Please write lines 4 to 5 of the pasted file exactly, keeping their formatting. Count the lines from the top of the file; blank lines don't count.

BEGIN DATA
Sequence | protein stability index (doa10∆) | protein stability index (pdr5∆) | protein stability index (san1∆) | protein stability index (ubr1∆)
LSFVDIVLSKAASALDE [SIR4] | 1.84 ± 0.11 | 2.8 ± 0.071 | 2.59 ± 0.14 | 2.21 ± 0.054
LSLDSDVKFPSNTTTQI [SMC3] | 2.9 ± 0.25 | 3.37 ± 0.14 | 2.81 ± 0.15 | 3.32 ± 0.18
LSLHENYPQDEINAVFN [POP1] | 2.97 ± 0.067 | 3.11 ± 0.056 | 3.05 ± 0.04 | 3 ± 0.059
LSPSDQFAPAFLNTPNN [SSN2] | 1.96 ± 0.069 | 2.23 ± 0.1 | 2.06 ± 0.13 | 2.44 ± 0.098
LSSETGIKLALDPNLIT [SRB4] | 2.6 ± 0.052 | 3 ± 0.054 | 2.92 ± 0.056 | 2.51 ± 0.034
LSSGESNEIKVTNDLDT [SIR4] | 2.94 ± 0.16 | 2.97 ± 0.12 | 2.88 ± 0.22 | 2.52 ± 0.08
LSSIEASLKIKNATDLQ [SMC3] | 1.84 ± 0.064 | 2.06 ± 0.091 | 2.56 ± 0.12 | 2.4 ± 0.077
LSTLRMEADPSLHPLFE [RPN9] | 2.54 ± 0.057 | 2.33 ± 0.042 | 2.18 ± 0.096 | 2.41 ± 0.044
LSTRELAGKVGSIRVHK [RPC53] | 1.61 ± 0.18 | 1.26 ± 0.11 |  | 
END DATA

LSLHENYPQDEINAVFN [POP1] | 2.97 ± 0.067 | 3.11 ± 0.056 | 3.05 ± 0.04 | 3 ± 0.059
LSPSDQFAPAFLNTPNN [SSN2] | 1.96 ± 0.069 | 2.23 ± 0.1 | 2.06 ± 0.13 | 2.44 ± 0.098